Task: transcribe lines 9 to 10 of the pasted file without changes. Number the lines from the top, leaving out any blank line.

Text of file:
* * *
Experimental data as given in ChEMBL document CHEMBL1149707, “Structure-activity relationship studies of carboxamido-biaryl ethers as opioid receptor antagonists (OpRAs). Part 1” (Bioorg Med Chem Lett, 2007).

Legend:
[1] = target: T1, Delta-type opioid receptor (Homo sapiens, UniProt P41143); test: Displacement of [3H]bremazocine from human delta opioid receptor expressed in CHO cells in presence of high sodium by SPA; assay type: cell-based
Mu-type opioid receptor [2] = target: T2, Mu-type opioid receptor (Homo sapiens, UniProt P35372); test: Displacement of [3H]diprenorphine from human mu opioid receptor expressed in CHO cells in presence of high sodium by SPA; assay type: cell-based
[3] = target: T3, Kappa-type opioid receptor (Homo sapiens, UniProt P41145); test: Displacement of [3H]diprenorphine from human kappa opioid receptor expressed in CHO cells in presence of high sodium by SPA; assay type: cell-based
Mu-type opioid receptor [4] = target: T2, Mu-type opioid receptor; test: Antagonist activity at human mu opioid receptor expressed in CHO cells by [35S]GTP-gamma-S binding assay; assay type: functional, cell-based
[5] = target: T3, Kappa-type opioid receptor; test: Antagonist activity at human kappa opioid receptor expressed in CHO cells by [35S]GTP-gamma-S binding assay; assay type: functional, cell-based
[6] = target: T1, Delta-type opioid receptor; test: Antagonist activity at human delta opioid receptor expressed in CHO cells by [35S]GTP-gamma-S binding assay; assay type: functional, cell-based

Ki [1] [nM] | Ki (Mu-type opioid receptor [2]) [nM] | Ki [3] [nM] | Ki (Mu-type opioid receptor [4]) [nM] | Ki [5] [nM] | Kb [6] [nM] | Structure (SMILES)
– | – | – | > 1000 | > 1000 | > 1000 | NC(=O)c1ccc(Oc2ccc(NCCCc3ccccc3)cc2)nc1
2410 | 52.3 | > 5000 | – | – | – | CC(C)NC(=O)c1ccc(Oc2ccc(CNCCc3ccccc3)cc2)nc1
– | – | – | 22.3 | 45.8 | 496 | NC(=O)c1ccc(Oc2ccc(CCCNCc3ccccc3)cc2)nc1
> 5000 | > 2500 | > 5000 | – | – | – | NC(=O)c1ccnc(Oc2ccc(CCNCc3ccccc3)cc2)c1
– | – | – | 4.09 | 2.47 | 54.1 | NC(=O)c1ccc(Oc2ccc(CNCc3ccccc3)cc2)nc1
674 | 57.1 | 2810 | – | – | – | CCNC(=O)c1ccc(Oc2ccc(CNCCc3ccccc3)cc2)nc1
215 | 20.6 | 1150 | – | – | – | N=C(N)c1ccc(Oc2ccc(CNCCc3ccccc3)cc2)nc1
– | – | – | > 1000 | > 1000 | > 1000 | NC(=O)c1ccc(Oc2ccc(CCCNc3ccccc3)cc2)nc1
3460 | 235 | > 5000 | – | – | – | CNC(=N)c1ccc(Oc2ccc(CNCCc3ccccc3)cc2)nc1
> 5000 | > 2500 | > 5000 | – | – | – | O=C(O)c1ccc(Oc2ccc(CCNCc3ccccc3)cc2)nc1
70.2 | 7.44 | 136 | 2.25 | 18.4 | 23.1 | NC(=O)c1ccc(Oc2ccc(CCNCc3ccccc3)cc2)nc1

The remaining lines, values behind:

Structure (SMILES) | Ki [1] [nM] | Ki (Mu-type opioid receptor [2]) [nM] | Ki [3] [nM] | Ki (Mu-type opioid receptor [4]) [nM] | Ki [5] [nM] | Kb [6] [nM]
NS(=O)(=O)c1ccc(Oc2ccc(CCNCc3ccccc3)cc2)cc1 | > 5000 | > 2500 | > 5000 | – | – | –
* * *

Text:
Ki [1] [nM] | Ki (Mu-type opioid receptor [2]) [nM] | Ki [3] [nM] | Ki (Mu-type opioid receptor [4]) [nM] | Ki [5] [nM] | Kb [6] [nM] | Structure (SMILES)
– | – | – | > 1000 | > 1000 | > 1000 | NC(=O)c1ccc(Oc2ccc(NCCCc3ccccc3)cc2)nc1